Politics

Childcare in Britain: a subject finally ‘worthy of political debate’

Ask any parent of young children about the state of British childcare, and they’ll tell you, said Lucy Pasha-Robinson in The Guardian: “the system is woefully unfit for purpose”.

British parents pay the third-highest childcare costs in the world, according to the OECD. Government funding is provided for three- and four-year-olds (not for younger children), but it rarely covers the full cost of the care, so parents have to top up.

And many can’t even get a nursery place. Owing to long-term recruitment problems, exacerbated by Brexit and Covid, nurseries are closing at an alarming rate. The number of childcare providers fell by 4,000 in England in the year to March: year-long waiting lists are standard. This means that today, many parents simply cannot “afford to work”.

In the past year, the number of women not working in order to look after family has risen by about 5% – the first sustained increase in at least 30 years. Women are being forced back into the home. “We are rolling back the clock on equality.”

Against this backdrop, childcare seems finally to have become “a subject worthy of political debate”, said Rosie Kinchen in The Sunday Times. At its conference, the Labour Party pledged to introduce free breakfasts in every primary school. The Conservatives’ plans are expected soon: Liz Truss listed “affordable childcare” as a priority in her own conference speech.

‘Mounting concern’ about Truss’s policies

But there is “mounting concern” about the policies she will adopt. The fact is that much of “the mess that exists today” dates back to Truss’s time as education minister a decade ago, when she seemed “obsessed” with deregulating childcare, against the wishes of nurseries and parents.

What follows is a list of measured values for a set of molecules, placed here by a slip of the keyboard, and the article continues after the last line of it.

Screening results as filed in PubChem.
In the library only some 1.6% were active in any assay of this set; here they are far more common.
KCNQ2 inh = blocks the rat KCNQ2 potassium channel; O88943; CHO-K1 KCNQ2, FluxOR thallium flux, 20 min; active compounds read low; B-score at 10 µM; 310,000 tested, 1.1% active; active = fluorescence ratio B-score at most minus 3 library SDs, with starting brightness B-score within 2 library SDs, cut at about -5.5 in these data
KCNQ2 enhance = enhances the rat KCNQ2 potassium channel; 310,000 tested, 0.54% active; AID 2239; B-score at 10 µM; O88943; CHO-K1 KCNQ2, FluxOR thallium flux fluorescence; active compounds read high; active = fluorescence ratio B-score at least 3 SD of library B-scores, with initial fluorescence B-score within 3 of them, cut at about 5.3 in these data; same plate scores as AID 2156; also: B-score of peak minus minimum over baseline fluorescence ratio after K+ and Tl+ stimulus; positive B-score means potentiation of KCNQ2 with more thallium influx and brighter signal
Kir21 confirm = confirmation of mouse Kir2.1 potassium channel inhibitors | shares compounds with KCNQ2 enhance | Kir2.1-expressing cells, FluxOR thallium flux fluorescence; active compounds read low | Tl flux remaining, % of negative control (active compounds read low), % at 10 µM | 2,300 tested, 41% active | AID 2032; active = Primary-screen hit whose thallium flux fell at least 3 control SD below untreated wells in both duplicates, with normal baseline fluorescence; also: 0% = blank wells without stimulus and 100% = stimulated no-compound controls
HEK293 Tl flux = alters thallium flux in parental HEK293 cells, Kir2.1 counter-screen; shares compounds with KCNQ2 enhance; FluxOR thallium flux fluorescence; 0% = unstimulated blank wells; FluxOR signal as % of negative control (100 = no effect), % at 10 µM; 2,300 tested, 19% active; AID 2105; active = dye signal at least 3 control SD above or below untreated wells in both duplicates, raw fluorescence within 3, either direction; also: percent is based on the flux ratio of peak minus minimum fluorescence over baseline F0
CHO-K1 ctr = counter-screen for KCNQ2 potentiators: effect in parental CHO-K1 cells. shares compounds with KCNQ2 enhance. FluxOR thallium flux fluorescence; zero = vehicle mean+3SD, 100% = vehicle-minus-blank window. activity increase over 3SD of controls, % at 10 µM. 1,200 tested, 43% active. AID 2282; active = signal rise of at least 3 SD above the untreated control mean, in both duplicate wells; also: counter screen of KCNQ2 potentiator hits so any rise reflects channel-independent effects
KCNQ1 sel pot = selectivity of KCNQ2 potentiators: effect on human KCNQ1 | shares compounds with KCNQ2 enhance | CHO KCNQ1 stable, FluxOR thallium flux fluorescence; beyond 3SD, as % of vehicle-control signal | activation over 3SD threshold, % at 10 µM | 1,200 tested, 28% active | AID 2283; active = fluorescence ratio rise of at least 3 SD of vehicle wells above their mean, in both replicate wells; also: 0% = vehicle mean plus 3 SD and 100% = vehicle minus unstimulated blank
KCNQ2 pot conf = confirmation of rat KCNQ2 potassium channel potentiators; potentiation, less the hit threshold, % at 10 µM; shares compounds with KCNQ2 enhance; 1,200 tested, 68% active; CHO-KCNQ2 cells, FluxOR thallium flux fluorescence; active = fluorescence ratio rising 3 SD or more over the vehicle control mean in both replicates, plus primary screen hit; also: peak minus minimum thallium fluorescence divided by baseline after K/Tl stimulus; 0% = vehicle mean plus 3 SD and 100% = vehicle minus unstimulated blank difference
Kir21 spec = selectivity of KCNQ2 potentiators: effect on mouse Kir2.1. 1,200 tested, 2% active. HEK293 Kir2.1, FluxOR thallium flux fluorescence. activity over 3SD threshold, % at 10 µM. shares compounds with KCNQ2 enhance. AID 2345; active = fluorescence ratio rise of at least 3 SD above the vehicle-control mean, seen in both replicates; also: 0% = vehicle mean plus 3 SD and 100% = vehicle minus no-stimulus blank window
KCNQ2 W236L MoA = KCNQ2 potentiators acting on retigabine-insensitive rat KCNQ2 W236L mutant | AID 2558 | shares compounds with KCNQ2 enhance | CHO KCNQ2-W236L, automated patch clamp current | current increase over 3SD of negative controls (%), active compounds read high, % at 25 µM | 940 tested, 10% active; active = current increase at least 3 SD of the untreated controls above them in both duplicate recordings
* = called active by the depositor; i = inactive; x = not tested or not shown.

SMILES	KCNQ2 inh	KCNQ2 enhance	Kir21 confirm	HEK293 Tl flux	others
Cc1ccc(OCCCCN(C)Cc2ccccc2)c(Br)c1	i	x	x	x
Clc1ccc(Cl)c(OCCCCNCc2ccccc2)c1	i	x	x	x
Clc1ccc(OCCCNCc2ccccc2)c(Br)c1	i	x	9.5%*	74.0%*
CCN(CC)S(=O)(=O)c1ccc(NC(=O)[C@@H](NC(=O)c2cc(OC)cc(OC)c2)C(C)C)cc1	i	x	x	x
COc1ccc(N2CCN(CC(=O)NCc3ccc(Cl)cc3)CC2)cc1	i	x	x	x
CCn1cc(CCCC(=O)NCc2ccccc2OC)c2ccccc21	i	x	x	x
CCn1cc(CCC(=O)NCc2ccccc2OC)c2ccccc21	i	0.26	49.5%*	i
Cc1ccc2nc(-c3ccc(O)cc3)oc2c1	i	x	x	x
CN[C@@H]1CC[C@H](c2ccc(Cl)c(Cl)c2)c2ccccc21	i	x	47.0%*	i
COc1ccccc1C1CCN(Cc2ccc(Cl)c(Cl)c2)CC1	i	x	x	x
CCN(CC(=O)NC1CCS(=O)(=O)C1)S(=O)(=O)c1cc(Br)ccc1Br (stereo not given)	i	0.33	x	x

She is said to be considering similar policies this time round, such as raising the minimum ratio of carers to children for two-year-olds, from 1:4 to 1:5, so as to lower staff costs; and converting the nursery subsidy for three- and four-year-olds into a voucher that parents can use as they like (whether to pay for a nursery, or to give to friends or family in informal arrangements). 

Other European countries are leading the way

What Britain needs is a “system of universal free childcare for all children under the age of five”, along with flexible care before and after school for older children, said The Observer. This exists in many European countries, and the benefits – to children, mothers, families, the economy – are well attested. So it’s dismaying that Truss seems to be moving “in the opposite direction”.

There is “a big prize to be had” in reforming childcare, said The Sunday Times. But “tackling it will not be cheap”, and at present neither party has offered more than a sketch. “This must be the beginning of real solutions.”

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